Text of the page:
Reinforcement learning of visually guided spatial goal directed movement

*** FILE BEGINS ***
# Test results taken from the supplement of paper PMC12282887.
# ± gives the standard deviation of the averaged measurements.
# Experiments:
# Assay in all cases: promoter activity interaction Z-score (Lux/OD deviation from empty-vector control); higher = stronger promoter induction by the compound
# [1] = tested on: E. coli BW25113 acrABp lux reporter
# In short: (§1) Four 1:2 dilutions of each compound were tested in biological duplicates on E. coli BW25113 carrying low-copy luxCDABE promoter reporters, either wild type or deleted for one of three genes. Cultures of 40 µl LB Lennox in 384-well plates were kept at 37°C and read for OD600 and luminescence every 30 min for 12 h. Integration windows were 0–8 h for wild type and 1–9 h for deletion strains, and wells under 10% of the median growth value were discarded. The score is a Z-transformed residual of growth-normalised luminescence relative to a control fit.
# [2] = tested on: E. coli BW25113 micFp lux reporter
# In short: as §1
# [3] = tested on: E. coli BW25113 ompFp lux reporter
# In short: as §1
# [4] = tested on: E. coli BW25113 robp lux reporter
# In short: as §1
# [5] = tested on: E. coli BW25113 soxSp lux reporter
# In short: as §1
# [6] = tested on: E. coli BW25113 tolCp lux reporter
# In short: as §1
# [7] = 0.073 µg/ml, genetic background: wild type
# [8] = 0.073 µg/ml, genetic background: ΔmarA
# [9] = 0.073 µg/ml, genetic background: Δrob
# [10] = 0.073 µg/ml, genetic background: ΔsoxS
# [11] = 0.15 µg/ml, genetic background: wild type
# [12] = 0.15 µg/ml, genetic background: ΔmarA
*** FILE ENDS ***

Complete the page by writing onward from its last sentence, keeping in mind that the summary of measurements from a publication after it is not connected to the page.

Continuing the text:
A range of visually guided, spatial goal directed tasks are investigated, using a computational neuroethology approach. Animats are embedded within a bounded, 2-D environment, and map a 1-D visual array, through a convolution network, to a topography preserving motor array that stochastically determines the direction of movement. Temporal difference reinforcement learning modifies the convolution network in response to a reinforcement signal received only at the goal location. Three forms of visual coding are compared: multiscale coding, where the visual array is convolved by Laplacian of Gaussian filters at a range of spatial scales before convolution to determine the motor array; rectified multiscale coding, where the multiscale array is split into positive and negative components; and intensity coding, where the unfiltered visual array is convolved to determine the motor array. After learning, animats are examined in terms of performance, behaviour and internal structure. When animats learn to approach a solitary circle, of randomly varying contrast, rectified multiscale coding animats learn to outperform multiscale and intensity coding animats in both independent and coarse scale noise conditions. Analysis of the learned internal structure shows that rectified multiscale filtering facilitates learning by enabling detection of the circle at scales least affected by noise. Cartwright and Collett (1983) showed that honeybees learn the angle subtended by a featureless landmark to guide movement to a food source at a fixed distance from the landmark, and furthermore, when tested with only the edges of the landmark, still search in the same location. In a simulation of this experiment, animats are reinforced for moving to where the angle subtended by a solitary circle falls within a certain range. Rectified multiscale filtering leads to better performing animats, with fewer hidden units, in both independent and coarse scale visual noise conditions, though for different reasons in each case. Only those animats with rectified multiscale filtering, that learn in the presence of coarse scale noise, show similar generalisation to the honeybees. Collett, Cartwright and Smith (1986) trained gerbils to search at locations relative to arrangemments of landmarks and tested their search patterns in modifications of the training arrangements. These experiments are simulated with landmark distance coded as either a 1-D intensity array, or a 2-D vector array, plus a simple compass sense. Vector coding animats significantly outperform those using intensity coding and do so with fewer hidden units. Furthermore, vector coding animats show a close match to gerbil behaviour in tests with modified landmark arrangements.